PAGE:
Another area that could be looked at involves Atlantic salmon. I read recently that a fisherman who was fishing, I think, in the Derwent River, caught an Atlantic salmon, a fish quite foreign to the area but one that is prized throughout the world for its eating qualities. I have been told that 2,000 years ago the Romans used to catch these fish on the Channel coast and cart them over the Alps in carts of ice, to have them delivered fresh to the tables of Rome, where they were considered to be a great delicacy. I have also been told that in times gone by noblemen would invite the catcher, the fisherman, and the chef to sit down to eat the Atlantic salmon with them, as it was such a prized fish. I suspect that that may be overstating the nature of the flesh, but it does indicate that it is a good eating quality fish. It may be possible to establish this fish in commercial quantities in some parts of Australia. I believe that some parts of Tasmania are ideally suited to the Atlantic salmon. I see nothing wrong with introducing a new species in such areas. I am sure that this proposal, too, would meet a lot of opposition from some of the environmental people who will talk about damage to the ecosystem and how such species will compete with native species. However, I believe that these things should be looked at and evaluated. If such a proposal is deemed to be worthwhile, we should not hesitate to establish an Atlantic salmon industry in Australia. After all, many species of animal presently in Australia got here more or less by accident; the dingo is just one example.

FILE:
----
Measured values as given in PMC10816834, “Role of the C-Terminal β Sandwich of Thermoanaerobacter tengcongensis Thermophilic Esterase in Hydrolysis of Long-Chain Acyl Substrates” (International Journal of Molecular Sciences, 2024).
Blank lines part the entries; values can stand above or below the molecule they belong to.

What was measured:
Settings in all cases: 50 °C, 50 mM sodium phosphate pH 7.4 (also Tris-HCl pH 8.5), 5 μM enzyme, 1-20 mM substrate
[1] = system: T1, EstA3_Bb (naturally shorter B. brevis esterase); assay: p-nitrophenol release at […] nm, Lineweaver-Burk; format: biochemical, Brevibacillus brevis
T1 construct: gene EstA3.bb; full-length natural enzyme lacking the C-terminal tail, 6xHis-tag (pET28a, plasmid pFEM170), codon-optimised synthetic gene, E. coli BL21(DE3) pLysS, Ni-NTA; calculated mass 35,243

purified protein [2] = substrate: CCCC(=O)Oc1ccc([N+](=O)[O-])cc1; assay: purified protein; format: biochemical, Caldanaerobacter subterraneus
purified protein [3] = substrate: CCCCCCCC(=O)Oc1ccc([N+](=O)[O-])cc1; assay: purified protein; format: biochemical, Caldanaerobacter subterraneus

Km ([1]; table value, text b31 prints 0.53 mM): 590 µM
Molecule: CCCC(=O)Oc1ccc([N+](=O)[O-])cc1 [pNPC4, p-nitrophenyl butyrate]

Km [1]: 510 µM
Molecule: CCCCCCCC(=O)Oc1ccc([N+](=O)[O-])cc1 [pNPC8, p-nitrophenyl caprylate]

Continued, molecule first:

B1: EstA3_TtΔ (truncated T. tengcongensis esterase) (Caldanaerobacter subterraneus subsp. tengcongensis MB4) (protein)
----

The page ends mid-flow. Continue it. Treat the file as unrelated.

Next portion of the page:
In conclusion, I would like to say that this Bill generally is uncontentious. It has the support of the Opposition. I guess that gives the lie to those people who say that we in this Parliament can never agree. I point out that it represents the effort and consideration put in by the Minister for Primary Industry, who I believe has given his heart-and by the size of his frame it is a very considerable one-to enhancing the viability of rural industries throughout Australia.